Executive Briefings

Climate Change and Supply Chain Resiliency

Analyst Insight: Companies are starting to look at climate change more scientifically. Rather than making judgments based on their own experience, they are using external data to drive models to gauge the potential for disruption to their own supply chains - from singular events such as hurricanes to longer-term effects such as crop migration. This process helps them to understand how truly resilient they are in their ability to source, manufacture and distribute their products. - Glen Goldbach, Principal, PwC; Christoph Hahn, Director, PwC; Kelvin Harris, Director, PwC

Climate Change and Supply Chain Resiliency

Thirty years ago, a typhoon hitting China would have had little impact on world business. Today, such an event would seriously disrupt an almost countless number of global supply chains. In other words, climate change is a growing business risk not just because significant climate events have become somewhat more frequent, but because supply chains have elongated and become more global, putting a company’s supply chain in the path of more climate events. Plus, in many cases, supply chains have been managed to be so lean and efficient that they have also become brittle and vulnerable to disruptive events. They lack resiliency and create financial outcomes that could impact the business strategy.

We see climate change risk to supply chains developing along three trajectories. The first type of climate change effect is the very focused, catastrophic weather event: the hurricane, tsunami, flood, earthquake, etc. While the ability to attribute any one of these events directly to climate change is hotly debated, their aggregate number seems to be on the rise. And when they occur, they have a very sudden, very dramatic impact on supply chains that cross their path.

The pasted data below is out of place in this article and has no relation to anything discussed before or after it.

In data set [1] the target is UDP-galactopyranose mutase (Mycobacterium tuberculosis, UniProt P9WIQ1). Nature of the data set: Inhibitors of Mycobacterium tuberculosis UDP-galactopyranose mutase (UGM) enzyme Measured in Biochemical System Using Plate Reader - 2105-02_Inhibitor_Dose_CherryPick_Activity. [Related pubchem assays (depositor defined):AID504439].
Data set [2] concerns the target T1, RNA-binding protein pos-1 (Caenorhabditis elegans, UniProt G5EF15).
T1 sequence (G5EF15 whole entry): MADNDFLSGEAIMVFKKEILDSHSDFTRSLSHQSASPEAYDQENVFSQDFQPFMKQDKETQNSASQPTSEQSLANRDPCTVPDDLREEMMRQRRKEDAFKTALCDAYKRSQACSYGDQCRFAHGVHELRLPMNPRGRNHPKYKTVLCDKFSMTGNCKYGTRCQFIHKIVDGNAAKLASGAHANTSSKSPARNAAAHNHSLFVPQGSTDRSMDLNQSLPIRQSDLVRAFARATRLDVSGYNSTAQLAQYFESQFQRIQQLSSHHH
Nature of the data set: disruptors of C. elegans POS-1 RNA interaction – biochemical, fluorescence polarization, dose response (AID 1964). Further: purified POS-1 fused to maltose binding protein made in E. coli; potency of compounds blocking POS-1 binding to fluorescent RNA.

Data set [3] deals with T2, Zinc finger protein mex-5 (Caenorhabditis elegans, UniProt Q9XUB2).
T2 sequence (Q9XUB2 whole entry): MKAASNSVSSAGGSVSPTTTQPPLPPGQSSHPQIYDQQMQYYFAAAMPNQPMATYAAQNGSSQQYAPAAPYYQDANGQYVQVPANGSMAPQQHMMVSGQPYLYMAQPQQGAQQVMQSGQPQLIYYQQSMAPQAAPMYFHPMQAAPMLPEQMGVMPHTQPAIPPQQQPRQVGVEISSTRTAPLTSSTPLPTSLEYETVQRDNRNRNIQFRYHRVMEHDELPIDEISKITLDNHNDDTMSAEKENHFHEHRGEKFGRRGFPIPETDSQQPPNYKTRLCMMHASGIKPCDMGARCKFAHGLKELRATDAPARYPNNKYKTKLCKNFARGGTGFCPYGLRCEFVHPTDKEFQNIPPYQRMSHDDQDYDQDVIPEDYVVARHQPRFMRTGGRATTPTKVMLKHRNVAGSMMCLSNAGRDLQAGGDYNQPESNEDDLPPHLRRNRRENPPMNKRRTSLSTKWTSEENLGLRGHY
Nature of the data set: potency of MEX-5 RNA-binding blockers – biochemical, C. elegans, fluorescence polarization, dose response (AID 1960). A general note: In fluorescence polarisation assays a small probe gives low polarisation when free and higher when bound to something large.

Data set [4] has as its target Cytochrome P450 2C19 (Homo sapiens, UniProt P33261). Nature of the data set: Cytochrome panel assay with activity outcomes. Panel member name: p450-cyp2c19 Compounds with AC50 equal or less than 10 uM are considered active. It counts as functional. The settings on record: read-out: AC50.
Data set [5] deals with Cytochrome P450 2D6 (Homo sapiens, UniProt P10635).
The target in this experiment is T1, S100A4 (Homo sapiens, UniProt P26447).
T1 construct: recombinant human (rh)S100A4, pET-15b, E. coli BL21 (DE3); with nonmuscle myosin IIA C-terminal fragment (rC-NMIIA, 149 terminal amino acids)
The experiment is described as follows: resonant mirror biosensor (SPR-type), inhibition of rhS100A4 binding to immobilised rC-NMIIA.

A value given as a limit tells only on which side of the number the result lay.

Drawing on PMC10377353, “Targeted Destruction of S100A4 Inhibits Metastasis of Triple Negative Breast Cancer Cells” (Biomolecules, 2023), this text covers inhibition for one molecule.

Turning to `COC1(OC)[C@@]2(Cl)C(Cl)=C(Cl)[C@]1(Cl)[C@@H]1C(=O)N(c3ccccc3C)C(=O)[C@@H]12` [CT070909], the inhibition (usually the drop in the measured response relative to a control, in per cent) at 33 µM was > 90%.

Second are broader, near-term climate change events, such as El Nino. Their effects are better understood and this can help companies plan. For example, in California, increased torrential downpours during El Nino years have historically caused severe flooding and mudslides, snarled traffic and overwhelmed infrastructure. Given that the port of Los Angeles is the busiest in the country, supply chain managers should take note and make plans. Meanwhile, El Nino causes droughts in other parts of the world, such as Brazil where an ongoing drought has already caused the price of sugar to surge. Companies that plan with these events in mind are better able to decide when and where to procure raw materials such as sugar, protecting their own profit margins and driving a competitive advantage.